Psychosocial Behavioral Interventions with Acute Coronary Syndrome Patients

Several meta-analyses have examined randomized psychosocial-behavioral interventions in patients with CHD (Clark et al, 2005; Dusseldorp et al, 1999; Linden et al, 1996, 2007). Most of the studies that were analyzed compared a psychosocial-behavioral intervention with usual care. The meta-analysis by Dusseldorp and colleagues examined the effects of health education and stress management in 37 studies and found a 34% reduction in cardiovascular mortality, a 29% reduction in MI recurrence and significant positive effects for blood pressure, cholesterol, body weight, smoking, physical exercise, and eating habits.

Cardiac rehabilitation programs that were successful in improving traditional risk factor profiles were also more effective in decreasing cardiovascular mortality and MI recurrence than those that were not successful in risk factor reduction.

Linden et al (1996) conducted a meta-analysis on 3,180 CHD patients in 23 randomized controlled trials (RCTs) and found that patients who did not receive psychosocial-behavioral treatment showed greater mortality (0R=1.70; 95% confidence interval [CI], 1.09-2.64) and MI recurrence (0R=1.84; CI, 1.12-2.99) than those who did. Similarly, Clark et al (2005) conducted a meta-analysis on 21,295 CHD patients in 63 RCTs and reported an 0R=0.85; CI, 0.770.94 for all-cause mortality and 0R=0.83; CI, 0.74-0.94 for recurrent MI. More recently in a meta-analysis conducted on 9,856 CHD patients in 43 RCTs, Linden et al (2007) found that trials initiating treatment at least 2 months after a cardiovascular event revealed greater mortality savings than those beginning treatment sooner (0R=0.28; CI, 0.11-0.70 vs 0R=0.87, CI, 0.86-1.15, respectively). Moreover the mortality benefits applied only to men (0R=0.73; CI, 0.57-1.00) but not to women (0R=1.01, CI, 0.87-1.72). In general then, meta-analyses have confirmed that psychosocial-behavioral interventions in MI patients can improve cardiovascular risk factor profiles, decrease mortality, and reduce recurrent MI. Beneficial effects appear to be more likely if the intervention begins at least 2 months after the MI and are more likely in men than in women. Although meta-analyses are useful in providing a broad overview of outcomes in a research area, it is important to examine key RCT in order to assess the quality of the data and to begin to understand differences and similarities in outcomes.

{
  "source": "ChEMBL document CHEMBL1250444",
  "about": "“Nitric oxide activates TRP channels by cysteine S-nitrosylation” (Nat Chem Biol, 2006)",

Among the psychosocial-behavioral RCTs that have been conducted upon post-MI patients, there have been exceptionally few large-scale trials that meet the reporting criteria of the Consolidated Standards of Reporting Trials (C0NS0RT) statement (Moher et al, 2001). The few trials that have approximated these standards have yielded both positive and null results. Because of the heterogeneity of the procedures employed, the exact reasons for the discrepancies in results have not been entirely obvious.

The Recurrent Coronary Prevention Project (RCPP) randomized 862 post-MI patients (90% men; 98% white) into either a control condition receiving group-based traditional risk factor counseling (diet, exercise, medication adherence) or an intervention condition receiving group-based risk factor counseling plus cognitive behavior therapy (CBT) to reduce type A behaviors (i.e., hostility, impatience, time urgency) and relaxation training to decrease behavioral arousal (Friedman et al, 1986). Patients were enrolled at least 6 months after their MI. The average control participant attended 25 (76% of total available) sessions and the average intervention participant attended 38 (61% of total available) sessions over 4.5 years. Rate of combined fatal and nonfatal recurrence was significantly lower in the intervention than in the control group. Participants in the intervention group also showed significant decreases in hostility, time urgency, impatience, and depressed mood as well as reliable gains in perceived self-efficacy (Mendes de Leon et al, 1991).

In a subsequent RCT, Jones and West (1996) randomized 2,328 post-MI patients into either an intervention condition receiving seven weekly psychological counseling and therapy, relaxation, and stress management sessions (some in a group format) or a usual care condition. Other components of rehabilitation dealing with smoking, diet, weight control, or exercise were not included in the program. Patients were enrolled within 28 days after their MI. Data on the age, sex distribution, or racial/ethnicity of participants are not described in the published article. The investigators found no significant differences within or between groups in reported anxiety and depression between baseline and 6 months and no differences between conditions in clinical complications, clinical sequaelae, or mortality after 1 year.